Operation Pedro Pan

president dwight eisenhower
Dwight D. Eisenhower (Wikipedia)

U.S. President Dwight Eisenhower approved the implementation of a secret, multifaceted plan by the Central Intelligence Agency (CIA) on March 17, 1960, to covertly remove Cuban leader Fidel Castro from power. Castro had assumed power in early 1959 after the triumph of the Cuban Revolution, and he was determined to do whatever it took to end Cuba’s neocolonial relationship with the U.S. His subsequent agrarian reforms, nationalizations of American-owned businesses in Cuba, and economic agreements with the Soviet Union had convinced Eisenhower that he was a communist.

The Eisenhower administration’s decision to treat Castro as a Cold War adversary resulted in a steady deterioration in the relationship between Cuba and the U.S. during the remainder of 1960. Things came to a head on October 19 when the U.S. imposed a trade embargo against Cuba, and the next day the U.S. Ambassador to Cuba, Philip Bonsal, was recalled.

About a week later Monsignor Bryan O. Walsh, the director of Catholic Charities for the Archdiocese of Miami, got a call from the State Department asking him to go to Washington, D.C. There he was asked to participate in a clandestine operation to smuggle Cuban children into the U.S. He agreed and was eventually given unprecedented authority to issue “visa waivers” which were smuggled into Cuba and allowed any unaccompanied Cuban child between the ages of 6 to 16 to ostensibly study in the U.S. The U.S. government did not, however, create a special visa program for the children’s parents.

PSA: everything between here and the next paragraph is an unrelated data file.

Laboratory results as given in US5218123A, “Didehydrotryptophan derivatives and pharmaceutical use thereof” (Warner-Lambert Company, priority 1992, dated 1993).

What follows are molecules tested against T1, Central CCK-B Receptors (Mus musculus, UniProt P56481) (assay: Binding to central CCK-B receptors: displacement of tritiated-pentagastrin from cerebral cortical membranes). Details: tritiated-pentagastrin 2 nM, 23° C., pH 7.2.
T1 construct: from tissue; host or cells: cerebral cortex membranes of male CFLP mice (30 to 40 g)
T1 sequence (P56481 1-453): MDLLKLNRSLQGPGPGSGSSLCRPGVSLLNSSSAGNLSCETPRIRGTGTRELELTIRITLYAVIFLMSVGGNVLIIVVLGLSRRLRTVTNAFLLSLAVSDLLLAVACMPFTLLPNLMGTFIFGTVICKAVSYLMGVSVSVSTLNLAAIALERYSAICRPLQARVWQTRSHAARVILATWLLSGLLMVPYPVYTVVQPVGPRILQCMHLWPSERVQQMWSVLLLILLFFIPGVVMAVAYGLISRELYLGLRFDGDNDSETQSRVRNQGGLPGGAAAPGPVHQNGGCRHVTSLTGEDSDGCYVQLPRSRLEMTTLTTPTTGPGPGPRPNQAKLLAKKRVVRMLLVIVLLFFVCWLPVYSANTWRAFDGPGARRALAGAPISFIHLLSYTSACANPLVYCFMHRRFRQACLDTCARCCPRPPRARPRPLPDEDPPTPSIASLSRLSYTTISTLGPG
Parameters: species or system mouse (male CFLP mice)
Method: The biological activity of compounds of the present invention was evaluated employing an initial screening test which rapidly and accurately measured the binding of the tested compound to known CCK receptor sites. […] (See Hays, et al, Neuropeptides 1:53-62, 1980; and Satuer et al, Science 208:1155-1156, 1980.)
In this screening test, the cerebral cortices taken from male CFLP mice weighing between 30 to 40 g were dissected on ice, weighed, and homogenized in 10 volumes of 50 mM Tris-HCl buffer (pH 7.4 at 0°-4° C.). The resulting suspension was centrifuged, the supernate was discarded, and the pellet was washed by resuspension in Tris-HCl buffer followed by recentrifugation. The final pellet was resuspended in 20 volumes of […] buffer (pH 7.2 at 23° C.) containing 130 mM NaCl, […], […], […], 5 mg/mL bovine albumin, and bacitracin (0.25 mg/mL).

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The Shameful History of U.S. Intervention in Cuban Affairs

Cuban flag
Cuban flag

I visited Cuba earlier this year with an American tour group and learned many things. One of them was that the U.S. government’s involvement in Cuban affairs before the Cuban Revolution was more extensive than what we’ve been taught – and not in a good way.

American involvement in Cuban affairs began as early as 1854, when the Ostend Manifesto was drafted by Southern expansionists who wanted to acquire Cuba from Spain in order to facilitate the expansion of their slave economy. Its publication outraged anti-slavery Northerners and the idea was shelved, although the Confederates would have pursued the acquisition of Cuba if they’d won the Civil War.

Many ex-Confederates moved to Cuba after the South lost the war because slavery was still legal there. They had little effect, however, because American businessmen were already heavily invested in Cuba and controlled its lucrative sugar industry.

The Spanish-American War
U.S.S. Maine
U.S.S. Maine entering Havana Harbor, January 1898 (U.S. Dept. of Defense)